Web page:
Chris Chappell suggests you watch out for walnuts falling from the skies and take care of hedgehogs on Bonfire Night
October brings the change of season, with shorter, cooler days, but there is a lot to see, as late butterflies and dragonflies are still on the wing, the hedgerows are full of berries, and fungi are sprouting in the woods and fields. Noisy nuthatches are feeding on acorns, hazel and beach mast. They will be heard high in the trees, a loud boyish whistle, or sometimes just the tapping as they break the shell of a hazel nut, having lodged it in a convenient crevice in the bark of a tree. The loud cackle of green woodpeckers echoes through the woodland, well hidden as they blend into the branches oaks and beeches, but perhaps they are more often seen making holes in your lawn, as they seek out their favourite meal of ants with their long sticky tongues. Great spotted woodpeckers are there too, their alarm call a sharp 'chip-chip'. Roe deer watch from the distance, feeding on young shoots, always on the alert. Buzzards often gather in the freshly ploughed fields, looking for worms and beetles, brought to the surface by the recent disturbance. You may see the strange spectacle of a dozen or more, spaced over the field, and there will be an occasional spat with the crows and rooks competing for the food source.
This small crow has grown to rely on man for nesting sites, in chimneys, church towers and steeples, and any old buildings with suitable holes. Just a few now nest in tree holes and cliffs. Now the breeding season is over they leave their overnight roosts in towns and villages each morning to search the fields for grubs and worms, returning at the end of the day in large, swirling flocks, before dispersing to their various roosting spots among the chimneys. Seen close up, the jackdaw has startling pale blue eyes, which combined with the silver shroud, rather wrinkly legs, and a funny walk, lends them a rather eccentric appearance. Jackdaws are intelligent birds, like all the crows, and a sure sign of autumn arriving is their habit of collecting walnuts and dropping them onto the pavements in local villages, in order to crack the shells, before diving down to retrieve them. They are also rather good at breaking into nut feeders, having very strong beaks.
During October the arrival of winter migrant birds will be largely completed. Winter ducks are a speciality of the Somerset levels, Catcott Lows Reserve being an attractive place for them, once the water levels have risen with autumn rains. At the time of writing it has been exceptionally dry, so we will have to wait for some proper English weather. The ducks you should see are wigeon, teal, shoveler, pintail and gadwall. Winter thrushes, the fieldfare and redwing, come from northern Europe to feed on the berry crop in our hedges and woodland. Our populations of starling, blackbird, robin and jay are also swollen by migrant visitors. Many waders spend the winter here, including golden plovers, and the closely related lapwing.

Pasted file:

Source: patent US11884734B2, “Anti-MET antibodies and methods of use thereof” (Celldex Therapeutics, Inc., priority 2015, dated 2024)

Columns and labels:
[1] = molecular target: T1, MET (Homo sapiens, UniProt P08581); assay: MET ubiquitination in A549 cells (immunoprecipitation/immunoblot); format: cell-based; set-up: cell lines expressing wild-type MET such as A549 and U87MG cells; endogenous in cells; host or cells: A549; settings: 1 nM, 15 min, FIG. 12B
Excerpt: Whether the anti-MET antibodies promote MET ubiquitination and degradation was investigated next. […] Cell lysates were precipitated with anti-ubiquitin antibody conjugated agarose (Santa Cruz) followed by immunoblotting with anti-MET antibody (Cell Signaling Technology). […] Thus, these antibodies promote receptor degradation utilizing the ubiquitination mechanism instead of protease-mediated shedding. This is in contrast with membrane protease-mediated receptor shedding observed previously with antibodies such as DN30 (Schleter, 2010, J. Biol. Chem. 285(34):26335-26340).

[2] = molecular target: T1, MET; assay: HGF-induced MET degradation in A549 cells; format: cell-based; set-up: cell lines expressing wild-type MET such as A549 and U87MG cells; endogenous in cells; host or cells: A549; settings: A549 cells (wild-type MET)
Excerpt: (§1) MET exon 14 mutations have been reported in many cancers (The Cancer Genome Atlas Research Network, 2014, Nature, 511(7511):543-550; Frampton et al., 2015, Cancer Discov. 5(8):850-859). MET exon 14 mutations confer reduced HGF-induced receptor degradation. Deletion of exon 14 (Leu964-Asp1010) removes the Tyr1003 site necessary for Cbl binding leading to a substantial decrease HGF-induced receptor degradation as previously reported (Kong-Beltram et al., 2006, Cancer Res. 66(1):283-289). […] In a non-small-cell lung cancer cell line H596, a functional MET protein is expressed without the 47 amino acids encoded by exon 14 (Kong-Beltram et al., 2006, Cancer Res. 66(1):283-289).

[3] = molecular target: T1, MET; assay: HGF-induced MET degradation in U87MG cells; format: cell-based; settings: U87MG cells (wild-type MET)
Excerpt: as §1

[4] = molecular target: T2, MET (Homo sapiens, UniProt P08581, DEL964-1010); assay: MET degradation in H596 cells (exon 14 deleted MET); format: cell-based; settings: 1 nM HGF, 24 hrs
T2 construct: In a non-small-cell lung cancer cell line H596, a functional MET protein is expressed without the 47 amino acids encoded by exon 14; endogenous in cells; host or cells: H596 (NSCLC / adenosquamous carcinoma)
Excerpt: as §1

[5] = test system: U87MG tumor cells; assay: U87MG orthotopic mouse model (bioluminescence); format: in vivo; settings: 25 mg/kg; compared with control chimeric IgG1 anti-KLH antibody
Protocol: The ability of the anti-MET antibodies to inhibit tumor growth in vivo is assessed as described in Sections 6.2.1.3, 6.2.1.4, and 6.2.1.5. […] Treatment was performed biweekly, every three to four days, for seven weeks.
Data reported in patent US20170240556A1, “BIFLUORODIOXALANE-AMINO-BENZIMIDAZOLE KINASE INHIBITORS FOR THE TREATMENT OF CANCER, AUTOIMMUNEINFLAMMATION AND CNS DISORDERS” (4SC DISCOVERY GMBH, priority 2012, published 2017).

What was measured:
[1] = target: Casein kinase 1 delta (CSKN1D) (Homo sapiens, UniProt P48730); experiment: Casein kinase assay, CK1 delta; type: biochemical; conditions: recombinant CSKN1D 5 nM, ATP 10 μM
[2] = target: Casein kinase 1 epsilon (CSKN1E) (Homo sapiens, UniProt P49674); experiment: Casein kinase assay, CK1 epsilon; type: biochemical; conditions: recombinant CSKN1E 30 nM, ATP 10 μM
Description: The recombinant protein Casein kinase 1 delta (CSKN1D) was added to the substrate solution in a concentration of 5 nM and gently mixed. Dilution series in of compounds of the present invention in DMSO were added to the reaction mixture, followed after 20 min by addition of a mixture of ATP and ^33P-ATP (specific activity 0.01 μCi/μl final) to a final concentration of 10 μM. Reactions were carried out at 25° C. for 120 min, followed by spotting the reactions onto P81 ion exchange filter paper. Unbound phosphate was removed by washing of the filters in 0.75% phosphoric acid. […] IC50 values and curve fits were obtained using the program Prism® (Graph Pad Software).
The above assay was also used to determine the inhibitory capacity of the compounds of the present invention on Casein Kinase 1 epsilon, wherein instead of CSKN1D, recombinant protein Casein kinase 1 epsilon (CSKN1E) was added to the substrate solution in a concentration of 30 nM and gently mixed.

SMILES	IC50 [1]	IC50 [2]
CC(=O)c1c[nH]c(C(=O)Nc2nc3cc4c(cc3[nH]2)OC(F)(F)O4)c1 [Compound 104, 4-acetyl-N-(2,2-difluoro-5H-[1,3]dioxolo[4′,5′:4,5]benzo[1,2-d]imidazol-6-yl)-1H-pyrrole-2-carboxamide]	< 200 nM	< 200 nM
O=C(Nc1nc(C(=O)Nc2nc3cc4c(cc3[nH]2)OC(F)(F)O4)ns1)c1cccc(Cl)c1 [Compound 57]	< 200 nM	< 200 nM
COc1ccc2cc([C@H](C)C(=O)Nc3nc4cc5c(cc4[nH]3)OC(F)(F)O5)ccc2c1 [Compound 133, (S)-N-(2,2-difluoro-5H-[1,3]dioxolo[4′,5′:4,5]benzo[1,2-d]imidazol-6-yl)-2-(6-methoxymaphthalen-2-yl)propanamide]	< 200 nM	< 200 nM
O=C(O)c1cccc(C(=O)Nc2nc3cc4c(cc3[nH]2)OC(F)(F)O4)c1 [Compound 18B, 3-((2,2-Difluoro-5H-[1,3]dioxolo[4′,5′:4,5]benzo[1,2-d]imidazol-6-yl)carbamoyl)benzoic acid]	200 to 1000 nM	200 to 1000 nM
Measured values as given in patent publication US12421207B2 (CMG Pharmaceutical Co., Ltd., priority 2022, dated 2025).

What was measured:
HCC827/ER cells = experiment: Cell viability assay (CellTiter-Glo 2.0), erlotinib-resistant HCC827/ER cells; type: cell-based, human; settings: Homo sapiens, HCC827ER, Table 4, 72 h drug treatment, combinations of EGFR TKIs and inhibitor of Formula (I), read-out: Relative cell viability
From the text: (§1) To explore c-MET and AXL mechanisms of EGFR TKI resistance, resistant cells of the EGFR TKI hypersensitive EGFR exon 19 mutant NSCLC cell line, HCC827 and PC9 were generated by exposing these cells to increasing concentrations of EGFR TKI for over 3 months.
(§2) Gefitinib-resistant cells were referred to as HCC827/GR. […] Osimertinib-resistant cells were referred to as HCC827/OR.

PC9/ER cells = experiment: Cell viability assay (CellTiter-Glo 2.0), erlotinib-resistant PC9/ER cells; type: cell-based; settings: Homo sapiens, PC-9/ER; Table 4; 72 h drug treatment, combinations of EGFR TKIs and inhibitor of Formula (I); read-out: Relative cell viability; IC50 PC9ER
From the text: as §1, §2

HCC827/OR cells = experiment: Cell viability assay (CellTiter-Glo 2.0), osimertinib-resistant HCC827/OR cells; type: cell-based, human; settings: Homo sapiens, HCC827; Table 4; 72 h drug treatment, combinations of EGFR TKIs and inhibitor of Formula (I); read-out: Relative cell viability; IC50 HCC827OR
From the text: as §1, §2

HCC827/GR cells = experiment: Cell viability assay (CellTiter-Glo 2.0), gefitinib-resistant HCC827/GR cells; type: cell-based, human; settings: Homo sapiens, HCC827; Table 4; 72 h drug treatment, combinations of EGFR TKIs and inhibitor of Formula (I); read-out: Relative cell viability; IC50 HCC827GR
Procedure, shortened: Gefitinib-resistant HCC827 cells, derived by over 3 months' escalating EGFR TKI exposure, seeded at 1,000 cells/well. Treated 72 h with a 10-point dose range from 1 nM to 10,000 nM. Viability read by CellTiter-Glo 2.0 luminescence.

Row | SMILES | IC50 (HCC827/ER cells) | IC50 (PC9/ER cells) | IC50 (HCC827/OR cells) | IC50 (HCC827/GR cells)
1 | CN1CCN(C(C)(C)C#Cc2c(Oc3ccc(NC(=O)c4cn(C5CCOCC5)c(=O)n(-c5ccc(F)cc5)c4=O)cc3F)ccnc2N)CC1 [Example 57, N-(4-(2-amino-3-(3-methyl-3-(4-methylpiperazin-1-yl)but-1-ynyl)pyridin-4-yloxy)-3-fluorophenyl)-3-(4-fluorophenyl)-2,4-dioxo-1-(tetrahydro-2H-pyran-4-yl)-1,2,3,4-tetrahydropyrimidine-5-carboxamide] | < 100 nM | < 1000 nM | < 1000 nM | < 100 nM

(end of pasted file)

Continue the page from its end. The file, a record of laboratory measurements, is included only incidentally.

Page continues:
On Shapwick Heath, just west of the Ashcott Corner car park, Meare Heath attracts a good selection of winter wading birds, where the 'scrape' provides the right conditions for them to feed. You are likely to see the lapwing in numbers, feeding on the water's edge. Standing in the water, probing for invertebrates and insects, a large flock of black tailed godwits are regularly seen. The black tailed godwit is a large wader with a long straight bill, and distinctive white mid section to the wing and white rump, and of course a small black tail. These migrant or passage birds, (very few breed here) make a fine spectacle, especially when in flight. Interestingly, male and female black tailed godwits have different length bills, which means they don't compete directly for the same food. These may be joined by a flock of knot, a smaller wader, grey, with almost white underparts, and a short slightly curved bill. A few common snipe should be seen, hard to spot, as they are well camouflaged, but with patience and a good optics, their movement will give them away as they feed. They are beautifully marked, mottled and striped, and blend well into a background of reed stalks. The much smaller, and rarer jack snipe also occurs on the levels, even harder to see, but also given away by a slight bobbing movement when feeding. A few rarer waders may arrive, such as ruff and curlew sandpiper. When a sparrow hawk or marsh harrier appear, this will put the smaller birds to flight, something which helps to establish which species are feeding at the time. Kingfishers, great and small white egrets, can also be seen at this spot, while a bittern will make an appearance from time to time. If you are lucky a troupe of bearded tits will move across the tops of the reeds, their 'pinging' call revealing their whereabouts.
Bonfire Night - just a reminder
Please bear in mind that if you build a bonfire well in advance of November 5th, hedgehogs and reptiles, such as slow-worms, may try to use the heap as a suitable refuge for hibernation. The best way to avoid the risk to these creatures is to build a pile next to the spot where the fire is going to be lit, and if at all possible to rebuild the fire on the day. You can then rescue anything that might have crawled into the heap. Hedgehogs have declined dramatically in recent years, and need all the help they can get. If you have a suitable garden, you might consider installing a hedgehog box for their safe over-wintering.
Photographs by Chris Chappell